Management of scientific institutions NPL 1995–98: the transition from agency to government-owned contractor operated (GOCO)
The last 10 years have seen a number of changes taking place in the management of publicly funded research institutions. Some have been transferred wholesale to the private sector, some closed and most encouraged to diversify their sources of funding. One management approach is that of the Government Owned Contractor Operated (GOCO). In this approach, the assets of the institute remain in state ownership but the responsibility of managing the institute and its research programmes is passed to a private sector management company. The UK’s National Physical Laboratory (NPL) has been managed under such an arrangement since 1995. NPL is responsible for the physical measurement standards which underpin much of the UK industrial base.
This study, undertaken three years after the change in status, was concerned to identify what changes had taken place and what general management lessons could be learnt which might be applied elsewhere. The study wanted to discover if there had been any change in the ‘values’ of NPL, such as quality, integrity etc., as seen by industry, partner research groups and the research staff at NPL itself. The interviews of staff took place at the end of 1998. The study found that the contract has led to significant savings in the cost of research programmes through the adoption of greatly improved programme formulation processes and better resource management. Better commercial practice in marketing, finance, procurement and general business administration has permitted significant one‐off and on going savings in the costs of operating the facility. Less restrictive recruitment has led to an influx of new, younger, scientific staff bringing in new ideas and values.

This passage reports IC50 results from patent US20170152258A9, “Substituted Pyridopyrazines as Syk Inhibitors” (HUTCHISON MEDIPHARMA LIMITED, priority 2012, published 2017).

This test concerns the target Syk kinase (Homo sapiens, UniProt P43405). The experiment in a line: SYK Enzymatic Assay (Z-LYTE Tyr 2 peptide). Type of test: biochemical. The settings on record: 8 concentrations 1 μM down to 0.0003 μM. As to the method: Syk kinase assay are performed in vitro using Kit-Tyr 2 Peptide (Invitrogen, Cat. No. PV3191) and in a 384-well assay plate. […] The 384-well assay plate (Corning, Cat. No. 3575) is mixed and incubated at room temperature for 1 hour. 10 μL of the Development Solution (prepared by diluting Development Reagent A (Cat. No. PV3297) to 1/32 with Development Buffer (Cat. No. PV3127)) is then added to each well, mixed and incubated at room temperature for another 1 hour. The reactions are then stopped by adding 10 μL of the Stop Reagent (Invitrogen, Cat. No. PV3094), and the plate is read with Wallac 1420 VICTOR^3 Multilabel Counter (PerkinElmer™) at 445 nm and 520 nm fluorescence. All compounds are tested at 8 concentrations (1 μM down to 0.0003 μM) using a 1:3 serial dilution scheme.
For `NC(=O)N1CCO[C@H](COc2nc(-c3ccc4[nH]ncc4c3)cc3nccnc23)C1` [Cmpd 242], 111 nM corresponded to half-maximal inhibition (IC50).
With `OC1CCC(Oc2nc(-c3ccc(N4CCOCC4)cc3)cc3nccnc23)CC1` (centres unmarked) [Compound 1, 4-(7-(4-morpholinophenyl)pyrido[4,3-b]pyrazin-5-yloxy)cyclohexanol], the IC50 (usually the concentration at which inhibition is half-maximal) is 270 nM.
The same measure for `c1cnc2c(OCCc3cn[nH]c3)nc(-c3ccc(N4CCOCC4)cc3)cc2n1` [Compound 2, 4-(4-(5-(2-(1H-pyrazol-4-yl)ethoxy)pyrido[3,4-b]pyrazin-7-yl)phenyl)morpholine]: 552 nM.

At the same time GOCO has not adversely affected the quality of scientific work, diminished the high international standing of NPL or led to significant staff demotivation. But neither has the change made much progress in changing deep rooted cultural factors nor resolving certain internal communication challenges. Improved responsiveness to customers is still an issue. GOCO has undoubtedly started to release the remarkable potential of NPL and has brought into much sharper focus some new challenges. Continuous rapid change is taking place in many of the eventual users of NPL work. Companies are looking for new ways of meeting their needs. This will create science and business opportunities.
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